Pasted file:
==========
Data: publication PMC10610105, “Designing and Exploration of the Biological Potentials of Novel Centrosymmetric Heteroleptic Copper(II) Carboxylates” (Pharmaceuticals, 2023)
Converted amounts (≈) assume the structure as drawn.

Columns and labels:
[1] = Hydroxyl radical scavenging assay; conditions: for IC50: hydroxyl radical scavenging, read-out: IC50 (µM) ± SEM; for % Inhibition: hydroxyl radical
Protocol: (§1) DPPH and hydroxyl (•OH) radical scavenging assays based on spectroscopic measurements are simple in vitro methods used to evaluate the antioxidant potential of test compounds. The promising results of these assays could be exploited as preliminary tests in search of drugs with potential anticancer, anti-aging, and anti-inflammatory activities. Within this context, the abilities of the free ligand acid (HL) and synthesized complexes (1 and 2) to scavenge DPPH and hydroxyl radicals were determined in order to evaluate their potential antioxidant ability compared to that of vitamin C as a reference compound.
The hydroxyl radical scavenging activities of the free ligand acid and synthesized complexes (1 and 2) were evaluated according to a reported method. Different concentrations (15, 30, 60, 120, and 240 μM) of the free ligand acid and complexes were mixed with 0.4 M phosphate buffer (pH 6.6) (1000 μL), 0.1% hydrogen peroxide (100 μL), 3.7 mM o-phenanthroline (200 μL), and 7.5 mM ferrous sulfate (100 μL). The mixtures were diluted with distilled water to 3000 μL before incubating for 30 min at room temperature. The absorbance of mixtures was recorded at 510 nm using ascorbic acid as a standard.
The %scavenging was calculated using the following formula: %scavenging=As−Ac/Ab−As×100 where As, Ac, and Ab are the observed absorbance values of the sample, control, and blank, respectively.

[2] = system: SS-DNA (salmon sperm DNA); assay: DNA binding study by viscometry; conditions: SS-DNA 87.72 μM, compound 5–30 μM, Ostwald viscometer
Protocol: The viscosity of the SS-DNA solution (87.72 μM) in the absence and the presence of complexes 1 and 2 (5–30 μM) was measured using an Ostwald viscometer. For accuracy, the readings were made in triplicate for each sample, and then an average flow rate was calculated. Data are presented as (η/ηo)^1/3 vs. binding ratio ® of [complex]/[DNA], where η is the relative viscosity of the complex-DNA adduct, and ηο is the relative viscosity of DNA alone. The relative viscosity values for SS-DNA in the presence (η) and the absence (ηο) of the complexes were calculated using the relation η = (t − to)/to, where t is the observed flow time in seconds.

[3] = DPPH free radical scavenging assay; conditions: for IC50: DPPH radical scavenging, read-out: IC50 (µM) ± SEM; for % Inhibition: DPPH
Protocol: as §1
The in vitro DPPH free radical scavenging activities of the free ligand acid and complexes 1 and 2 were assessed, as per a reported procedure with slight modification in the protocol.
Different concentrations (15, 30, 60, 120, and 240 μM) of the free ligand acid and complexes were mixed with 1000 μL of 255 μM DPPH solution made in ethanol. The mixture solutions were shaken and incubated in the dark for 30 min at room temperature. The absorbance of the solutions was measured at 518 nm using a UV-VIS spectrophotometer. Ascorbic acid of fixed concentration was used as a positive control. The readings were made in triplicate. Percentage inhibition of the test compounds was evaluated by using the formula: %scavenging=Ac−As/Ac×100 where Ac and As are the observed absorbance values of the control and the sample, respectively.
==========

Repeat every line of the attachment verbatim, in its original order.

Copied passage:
Data: publication PMC10610105, “Designing and Exploration of the Biological Potentials of Novel Centrosymmetric Heteroleptic Copper(II) Carboxylates” (Pharmaceuticals, 2023)
Converted amounts (≈) assume the structure as drawn.

Columns and labels:
[1] = Hydroxyl radical scavenging assay; conditions: for IC50: hydroxyl radical scavenging, read-out: IC50 (µM) ± SEM; for % Inhibition: hydroxyl radical
Protocol: (§1) DPPH and hydroxyl (•OH) radical scavenging assays based on spectroscopic measurements are simple in vitro methods used to evaluate the antioxidant potential of test compounds. The promising results of these assays could be exploited as preliminary tests in search of drugs with potential anticancer, anti-aging, and anti-inflammatory activities. Within this context, the abilities of the free ligand acid (HL) and synthesized complexes (1 and 2) to scavenge DPPH and hydroxyl radicals were determined in order to evaluate their potential antioxidant ability compared to that of vitamin C as a reference compound.
The hydroxyl radical scavenging activities of the free ligand acid and synthesized complexes (1 and 2) were evaluated according to a reported method. Different concentrations (15, 30, 60, 120, and 240 μM) of the free ligand acid and complexes were mixed with 0.4 M phosphate buffer (pH 6.6) (1000 μL), 0.1% hydrogen peroxide (100 μL), 3.7 mM o-phenanthroline (200 μL), and 7.5 mM ferrous sulfate (100 μL). The mixtures were diluted with distilled water to 3000 μL before incubating for 30 min at room temperature. The absorbance of mixtures was recorded at 510 nm using ascorbic acid as a standard.
The %scavenging was calculated using the following formula: %scavenging=As−Ac/Ab−As×100 where As, Ac, and Ab are the observed absorbance values of the sample, control, and blank, respectively.

[2] = system: SS-DNA (salmon sperm DNA); assay: DNA binding study by viscometry; conditions: SS-DNA 87.72 μM, compound 5–30 μM, Ostwald viscometer
Protocol: The viscosity of the SS-DNA solution (87.72 μM) in the absence and the presence of complexes 1 and 2 (5–30 μM) was measured using an Ostwald viscometer. For accuracy, the readings were made in triplicate for each sample, and then an average flow rate was calculated. Data are presented as (η/ηo)^1/3 vs. binding ratio ® of [complex]/[DNA], where η is the relative viscosity of the complex-DNA adduct, and ηο is the relative viscosity of DNA alone. The relative viscosity values for SS-DNA in the presence (η) and the absence (ηο) of the complexes were calculated using the relation η = (t − to)/to, where t is the observed flow time in seconds.

[3] = DPPH free radical scavenging assay; conditions: for IC50: DPPH radical scavenging, read-out: IC50 (µM) ± SEM; for % Inhibition: DPPH
Protocol: as §1
The in vitro DPPH free radical scavenging activities of the free ligand acid and complexes 1 and 2 were assessed, as per a reported procedure with slight modification in the protocol.
Different concentrations (15, 30, 60, 120, and 240 μM) of the free ligand acid and complexes were mixed with 1000 μL of 255 μM DPPH solution made in ethanol. The mixture solutions were shaken and incubated in the dark for 30 min at room temperature. The absorbance of the solutions was measured at 518 nm using a UV-VIS spectrophotometer. Ascorbic acid of fixed concentration was used as a positive control. The readings were made in triplicate. Percentage inhibition of the test compounds was evaluated by using the formula: %scavenging=Ac−As/Ac×100 where Ac and As are the observed absorbance values of the control and the sample, respectively.